Associated Press Hunter Harvey, 2, helps his dad, C.J., wheel a big-screen TV at Target in Wilmington, Mass., on Friday. On Tuesday, the Commerce Department reported consumer spending grew 2.8 percent in the July-September quarter.
Tuesday, November 29, 2016 10:01 pm
Economy outperforms estimates
MARTIN CRUTSINGER | Associated Press
WASHINGTON – The U.S. economy in the third quarter grew at the fastest pace in two years, with a revised report showing stronger consumer spending than first estimated.
The gross domestic product, the country’s total output of goods and services, expanded at an annual rate of 3.2 percent in the July-September period, the Commerce Department reported Tuesday. That is up from a previous estimate of 2.9 percent.
The revision was significantly better than the meager gains of 0.8 percent in the first quarter and 1.4 percent in the second quarter when the economy was being held back by a strong dollar and weak business investment.
The 3.2 percent increase was expected to be the best showing for the year. Economists believe growth has slowed to around 2 percent in the current quarter. At the moment, they forecast growth of around 2 percent to 2.5 percent for 2017.
But analysts caution that the outlook for next year could shift significantly based on policy changes – such as tax cuts and higher trade tariffs – that President-elect Donald Trump has promised to implement.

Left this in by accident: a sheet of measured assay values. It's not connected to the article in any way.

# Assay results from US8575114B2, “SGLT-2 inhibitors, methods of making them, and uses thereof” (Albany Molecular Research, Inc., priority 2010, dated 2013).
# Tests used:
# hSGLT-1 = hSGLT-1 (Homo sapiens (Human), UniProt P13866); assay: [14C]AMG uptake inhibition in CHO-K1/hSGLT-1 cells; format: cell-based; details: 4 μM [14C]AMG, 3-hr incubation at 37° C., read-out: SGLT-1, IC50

"Uncertainty regarding our forecasts is higher than usual given expected fiscal and trade policy changes under the new administration," said Barclays economist Blerina Uruci.
The latest look at GDP, the second of three estimates from the government, showed that consumer spending grew at a 2.8 percent rate in the third quarter, better than the 2.1 percent advance first estimated. The new-found strength reflected more spending than initially thought in such areas as auto purchases and utility bills. Still, consumer spending, which accounts for 70 percent of economic activity, slowed from a gain of 4.3 percent in the second quarter.
Other areas of strength were in export sales, which grew at a 10.1 percent rate. Although the figure partially reflected a temporary surge in exports of soybeans, economists are hopeful that exports will show further gains in the months ahead. Earlier in the year, American manufacturers were battered by a strong dollar which made their goods more expensive on overseas markets.
For the year, the economy is expected to grow a modest 1.5 percent, down from 2.6 percent growth in 2015.